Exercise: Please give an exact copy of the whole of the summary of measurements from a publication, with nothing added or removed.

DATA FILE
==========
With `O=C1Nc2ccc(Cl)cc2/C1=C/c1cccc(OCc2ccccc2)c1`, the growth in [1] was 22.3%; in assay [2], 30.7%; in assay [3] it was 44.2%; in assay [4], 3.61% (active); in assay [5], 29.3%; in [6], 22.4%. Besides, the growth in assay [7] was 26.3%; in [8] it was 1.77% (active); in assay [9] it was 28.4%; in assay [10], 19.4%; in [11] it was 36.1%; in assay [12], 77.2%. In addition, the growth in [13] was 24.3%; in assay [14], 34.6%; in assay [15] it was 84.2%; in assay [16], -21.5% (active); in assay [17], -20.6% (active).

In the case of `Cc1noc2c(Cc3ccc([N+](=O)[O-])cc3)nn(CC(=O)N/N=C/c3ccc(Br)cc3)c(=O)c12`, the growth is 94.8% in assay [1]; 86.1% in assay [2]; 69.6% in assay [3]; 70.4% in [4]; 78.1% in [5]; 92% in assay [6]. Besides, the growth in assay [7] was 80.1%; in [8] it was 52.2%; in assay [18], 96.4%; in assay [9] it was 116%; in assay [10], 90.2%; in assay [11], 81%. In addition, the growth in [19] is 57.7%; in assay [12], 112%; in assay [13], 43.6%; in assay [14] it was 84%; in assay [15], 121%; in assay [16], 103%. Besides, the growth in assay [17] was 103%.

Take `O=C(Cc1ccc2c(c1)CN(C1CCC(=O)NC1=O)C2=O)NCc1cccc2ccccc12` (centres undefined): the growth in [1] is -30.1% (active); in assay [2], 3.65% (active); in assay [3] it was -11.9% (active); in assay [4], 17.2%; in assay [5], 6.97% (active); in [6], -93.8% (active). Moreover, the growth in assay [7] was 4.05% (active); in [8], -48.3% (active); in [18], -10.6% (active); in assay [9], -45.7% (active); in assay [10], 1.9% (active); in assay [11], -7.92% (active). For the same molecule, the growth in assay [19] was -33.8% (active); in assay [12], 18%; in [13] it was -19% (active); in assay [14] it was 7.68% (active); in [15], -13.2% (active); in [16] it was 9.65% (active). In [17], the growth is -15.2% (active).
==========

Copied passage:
With `O=C1Nc2ccc(Cl)cc2/C1=C/c1cccc(OCc2ccccc2)c1`, the growth in [1] was 22.3%; in assay [2], 30.7%; in assay [3] it was 44.2%; in assay [4], 3.61% (active); in assay [5], 29.3%; in [6], 22.4%. Besides, the growth in assay [7] was 26.3%; in [8] it was 1.77% (active); in assay [9] it was 28.4%; in assay [10], 19.4%; in [11] it was 36.1%; in assay [12], 77.2%. In addition, the growth in [13] was 24.3%; in assay [14], 34.6%; in assay [15] it was 84.2%; in assay [16], -21.5% (active); in assay [17], -20.6% (active).

In the case of `Cc1noc2c(Cc3ccc([N+](=O)[O-])cc3)nn(CC(=O)N/N=C/c3ccc(Br)cc3)c(=O)c12`, the growth is 94.8% in assay [1]; 86.1% in assay [2]; 69.6% in assay [3]; 70.4% in [4]; 78.1% in [5]; 92% in assay [6]. Besides, the growth in assay [7] was 80.1%; in [8] it was 52.2%; in assay [18], 96.4%; in assay [9] it was 116%; in assay [10], 90.2%; in assay [11], 81%. In addition, the growth in [19] is 57.7%; in assay [12], 112%; in assay [13], 43.6%; in assay [14] it was 84%; in assay [15], 121%; in assay [16], 103%. Besides, the growth in assay [17] was 103%.

Take `O=C(Cc1ccc2c(c1)CN(C1CCC(=O)NC1=O)C2=O)NCc1cccc2ccccc12` (centres undefined): the growth in [1] is -30.1% (active); in assay [2], 3.65% (active); in assay [3] it was -11.9% (active); in assay [4], 17.2%; in assay [5], 6.97% (active); in [6], -93.8% (active). Moreover, the growth in assay [7] was 4.05% (active); in [8], -48.3% (active); in [18], -10.6% (active); in assay [9], -45.7% (active); in assay [10], 1.9% (active); in assay [11], -7.92% (active). For the same molecule, the growth in assay [19] was -33.8% (active); in assay [12], 18%; in [13] it was -19% (active); in assay [14] it was 7.68% (active); in [15], -13.2% (active); in [16] it was 9.65% (active). In [17], the growth is -15.2% (active).